The Adler A110 lever-action shotgun in its seven-shot configuration remains banned from importation after State Police Ministers and members of The Law, Crime and Community Safety Subcommittee (LCCSC) failed to agree on recategorisation. The lever-action shotgun in its five-shot capacity remains available to licensed shooters. The SSAA has continuously warned against the recategorisation of any firearms when there is no evidence to support a benefit to community safety. Legislation and regulation based on hysterical emotion or fear mongering is bad governance. For the past 18 months, the SSAA and other firearms sports and industry groups have counselled, met with and provided written submissions to the Federal and state governments, with little evidence that they have progressed with any positive changes to firearms laws. For now, it appears the National Firearms Agreement (NFA) review is destined to remain in limbo and with that a lost opportunity to cut red tape for firearms owners and government departments. The SSAA also notes today’s release of the newly named body, the Australian Criminal Intelligence Commission (ACIC) report on Enhancing the national picture of illicit firearms. The main findings of the report include the fact that outlaw motorcycle gangs continue to traffic illicit firearms, that online trading of illegal firearms is growing and that there may well be many more than 250,000 illegal and unregistered longarms in Australia - something that we have been stating for many years. We support the intelligence and policing efforts into the illegal movement and use of firearms, as time and time again crimes involving firearms are committed by an unlicensed shooter with an unregistered firearm.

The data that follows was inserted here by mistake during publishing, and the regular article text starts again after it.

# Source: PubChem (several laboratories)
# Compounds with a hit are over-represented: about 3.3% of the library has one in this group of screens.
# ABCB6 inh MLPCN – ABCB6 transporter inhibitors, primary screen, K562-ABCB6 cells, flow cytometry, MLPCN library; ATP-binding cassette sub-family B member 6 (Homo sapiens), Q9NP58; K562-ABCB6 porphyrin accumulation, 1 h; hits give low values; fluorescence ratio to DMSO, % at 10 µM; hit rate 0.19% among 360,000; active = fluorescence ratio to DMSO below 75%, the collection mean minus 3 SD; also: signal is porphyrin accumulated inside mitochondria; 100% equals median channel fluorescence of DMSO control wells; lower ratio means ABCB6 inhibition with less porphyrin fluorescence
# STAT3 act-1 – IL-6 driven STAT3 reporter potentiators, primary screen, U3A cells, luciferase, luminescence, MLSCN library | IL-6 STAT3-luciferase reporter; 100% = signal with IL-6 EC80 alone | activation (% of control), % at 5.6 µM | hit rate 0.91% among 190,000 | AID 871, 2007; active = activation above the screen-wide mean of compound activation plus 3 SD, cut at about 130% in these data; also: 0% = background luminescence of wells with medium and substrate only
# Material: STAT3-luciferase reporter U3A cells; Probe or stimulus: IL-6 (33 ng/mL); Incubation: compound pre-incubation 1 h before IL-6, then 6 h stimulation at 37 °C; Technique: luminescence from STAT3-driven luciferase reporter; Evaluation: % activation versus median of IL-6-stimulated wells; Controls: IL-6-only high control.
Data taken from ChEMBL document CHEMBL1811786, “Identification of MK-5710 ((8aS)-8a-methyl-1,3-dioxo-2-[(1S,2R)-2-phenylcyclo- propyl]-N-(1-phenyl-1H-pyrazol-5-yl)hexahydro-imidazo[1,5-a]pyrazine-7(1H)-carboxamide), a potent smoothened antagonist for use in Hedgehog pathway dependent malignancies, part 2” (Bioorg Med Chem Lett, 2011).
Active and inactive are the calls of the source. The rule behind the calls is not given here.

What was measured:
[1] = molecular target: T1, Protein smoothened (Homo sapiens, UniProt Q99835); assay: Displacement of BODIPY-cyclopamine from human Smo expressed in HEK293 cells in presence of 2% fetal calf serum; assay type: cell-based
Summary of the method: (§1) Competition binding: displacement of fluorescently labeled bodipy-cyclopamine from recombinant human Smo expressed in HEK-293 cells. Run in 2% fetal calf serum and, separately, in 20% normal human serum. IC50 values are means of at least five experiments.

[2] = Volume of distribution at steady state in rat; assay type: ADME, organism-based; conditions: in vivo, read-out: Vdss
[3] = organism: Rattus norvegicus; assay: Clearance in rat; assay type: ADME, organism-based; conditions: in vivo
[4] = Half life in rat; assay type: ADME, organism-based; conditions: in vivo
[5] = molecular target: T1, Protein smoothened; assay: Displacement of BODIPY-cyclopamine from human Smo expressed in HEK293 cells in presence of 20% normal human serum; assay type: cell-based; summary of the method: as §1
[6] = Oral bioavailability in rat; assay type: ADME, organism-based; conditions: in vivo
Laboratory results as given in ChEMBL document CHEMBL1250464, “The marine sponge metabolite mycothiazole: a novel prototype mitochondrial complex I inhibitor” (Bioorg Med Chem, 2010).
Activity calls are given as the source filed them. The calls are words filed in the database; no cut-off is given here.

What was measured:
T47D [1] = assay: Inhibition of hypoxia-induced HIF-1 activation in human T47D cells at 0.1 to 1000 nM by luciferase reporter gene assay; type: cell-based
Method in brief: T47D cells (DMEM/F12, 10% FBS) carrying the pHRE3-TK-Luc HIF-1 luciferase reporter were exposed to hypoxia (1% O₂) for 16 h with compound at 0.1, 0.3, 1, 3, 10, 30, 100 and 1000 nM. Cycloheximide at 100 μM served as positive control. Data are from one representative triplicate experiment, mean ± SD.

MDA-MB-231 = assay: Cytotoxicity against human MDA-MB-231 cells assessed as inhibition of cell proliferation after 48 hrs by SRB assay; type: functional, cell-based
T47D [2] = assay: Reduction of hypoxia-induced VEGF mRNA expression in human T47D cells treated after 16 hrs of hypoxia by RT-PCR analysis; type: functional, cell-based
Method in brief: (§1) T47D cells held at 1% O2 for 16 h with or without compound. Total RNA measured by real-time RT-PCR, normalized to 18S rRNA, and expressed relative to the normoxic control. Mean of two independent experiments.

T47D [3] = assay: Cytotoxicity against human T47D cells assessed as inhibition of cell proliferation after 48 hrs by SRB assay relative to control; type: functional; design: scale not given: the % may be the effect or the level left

Deer harvest data released

The number of deer being harvested by Game Licence-holders in Victoria increased by 10,000 from 2014 to 2015, according to the ‘Estimates of harvest for deer in Victoria’. Game Management Authority today released data obtained through telephone surveys of Game Licence-holders licensed to hunt deer. The information collected included the amount of time spent hunting each year, the number of deer harvested, hunting methods and more. In 2014, each licence-holder hunted on approximately 6.7 days, with an average yearly harvest of 2.2 deer each. The results for the following year were similar, with the licence-holders hunting on 6.8 days and harvesting 2.4 deer each. Based on the total number of people endorsed to hunt deer, this corresponds to an estimated 62,165 deer harvested during the 2014 deer-hunting season in Victoria and 71,142 in 2015. The most commonly harvested species in 2014 and 2015 was Sambar, with an estimated total harvest of 51,390 and 55,094 respectively, followed by Fallow deer, with an estimated 7870 and 14,488 harvested respectively. The majority of those deer were found in the Goulburn Broken CMA region, followed by the East Gippsland CMA and the North East CMA regions. In 2014 the top five towns for the total reported number of deer harvested were (in descending order) Mansfield, Bairnsdale, Dargo, Benalla and Myrtleford. The top five towns for the total reported number of deer harvested the following year were Mansfield, Myrtleford, Dargo, Bairnsdale and Licola. For the full story on the harvest report, read the December edition of the Victorian Shooter magazine.